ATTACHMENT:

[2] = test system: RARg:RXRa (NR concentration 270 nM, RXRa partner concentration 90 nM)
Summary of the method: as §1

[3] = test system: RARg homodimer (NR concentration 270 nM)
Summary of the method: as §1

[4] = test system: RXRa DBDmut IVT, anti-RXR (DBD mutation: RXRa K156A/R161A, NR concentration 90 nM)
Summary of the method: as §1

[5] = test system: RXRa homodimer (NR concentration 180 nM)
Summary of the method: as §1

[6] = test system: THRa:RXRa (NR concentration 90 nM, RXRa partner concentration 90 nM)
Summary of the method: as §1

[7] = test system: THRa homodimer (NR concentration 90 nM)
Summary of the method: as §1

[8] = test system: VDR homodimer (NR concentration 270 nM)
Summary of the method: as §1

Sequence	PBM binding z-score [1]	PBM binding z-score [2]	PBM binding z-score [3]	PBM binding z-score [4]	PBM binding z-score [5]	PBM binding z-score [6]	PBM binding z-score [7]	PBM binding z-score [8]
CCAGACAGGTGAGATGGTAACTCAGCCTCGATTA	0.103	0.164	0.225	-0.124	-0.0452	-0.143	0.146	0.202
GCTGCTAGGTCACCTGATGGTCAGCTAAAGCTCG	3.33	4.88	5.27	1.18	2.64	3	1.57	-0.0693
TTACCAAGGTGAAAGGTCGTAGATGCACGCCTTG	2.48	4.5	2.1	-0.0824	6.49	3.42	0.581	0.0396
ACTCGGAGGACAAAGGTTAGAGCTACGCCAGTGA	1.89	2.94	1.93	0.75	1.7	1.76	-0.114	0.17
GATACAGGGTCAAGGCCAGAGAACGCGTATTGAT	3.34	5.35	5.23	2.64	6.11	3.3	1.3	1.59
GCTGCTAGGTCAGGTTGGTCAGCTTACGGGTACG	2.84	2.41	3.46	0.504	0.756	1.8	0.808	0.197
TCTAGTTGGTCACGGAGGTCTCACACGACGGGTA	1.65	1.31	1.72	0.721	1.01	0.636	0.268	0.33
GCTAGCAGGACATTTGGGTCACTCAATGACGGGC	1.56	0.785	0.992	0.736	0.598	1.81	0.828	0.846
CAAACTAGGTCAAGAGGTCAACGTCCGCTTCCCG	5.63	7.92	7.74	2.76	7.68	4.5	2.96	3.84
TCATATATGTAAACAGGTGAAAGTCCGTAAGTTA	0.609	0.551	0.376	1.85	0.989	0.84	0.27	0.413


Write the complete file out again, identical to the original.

[2] = test system: RARg:RXRa (NR concentration 270 nM, RXRa partner concentration 90 nM)
Summary of the method: as §1

[3] = test system: RARg homodimer (NR concentration 270 nM)
Summary of the method: as §1

[4] = test system: RXRa DBDmut IVT, anti-RXR (DBD mutation: RXRa K156A/R161A, NR concentration 90 nM)
Summary of the method: as §1

[5] = test system: RXRa homodimer (NR concentration 180 nM)
Summary of the method: as §1

[6] = test system: THRa:RXRa (NR concentration 90 nM, RXRa partner concentration 90 nM)
Summary of the method: as §1

[7] = test system: THRa homodimer (NR concentration 90 nM)
Summary of the method: as §1

[8] = test system: VDR homodimer (NR concentration 270 nM)
Summary of the method: as §1

Sequence	PBM binding z-score [1]	PBM binding z-score [2]	PBM binding z-score [3]	PBM binding z-score [4]	PBM binding z-score [5]	PBM binding z-score [6]	PBM binding z-score [7]	PBM binding z-score [8]
CCAGACAGGTGAGATGGTAACTCAGCCTCGATTA	0.103	0.164	0.225	-0.124	-0.0452	-0.143	0.146	0.202
GCTGCTAGGTCACCTGATGGTCAGCTAAAGCTCG	3.33	4.88	5.27	1.18	2.64	3	1.57	-0.0693
TTACCAAGGTGAAAGGTCGTAGATGCACGCCTTG	2.48	4.5	2.1	-0.0824	6.49	3.42	0.581	0.0396
ACTCGGAGGACAAAGGTTAGAGCTACGCCAGTGA	1.89	2.94	1.93	0.75	1.7	1.76	-0.114	0.17
GATACAGGGTCAAGGCCAGAGAACGCGTATTGAT	3.34	5.35	5.23	2.64	6.11	3.3	1.3	1.59
GCTGCTAGGTCAGGTTGGTCAGCTTACGGGTACG	2.84	2.41	3.46	0.504	0.756	1.8	0.808	0.197
TCTAGTTGGTCACGGAGGTCTCACACGACGGGTA	1.65	1.31	1.72	0.721	1.01	0.636	0.268	0.33
GCTAGCAGGACATTTGGGTCACTCAATGACGGGC	1.56	0.785	0.992	0.736	0.598	1.81	0.828	0.846
CAAACTAGGTCAAGAGGTCAACGTCCGCTTCCCG	5.63	7.92	7.74	2.76	7.68	4.5	2.96	3.84
TCATATATGTAAACAGGTGAAAGTCCGTAAGTTA	0.609	0.551	0.376	1.85	0.989	0.84	0.27	0.413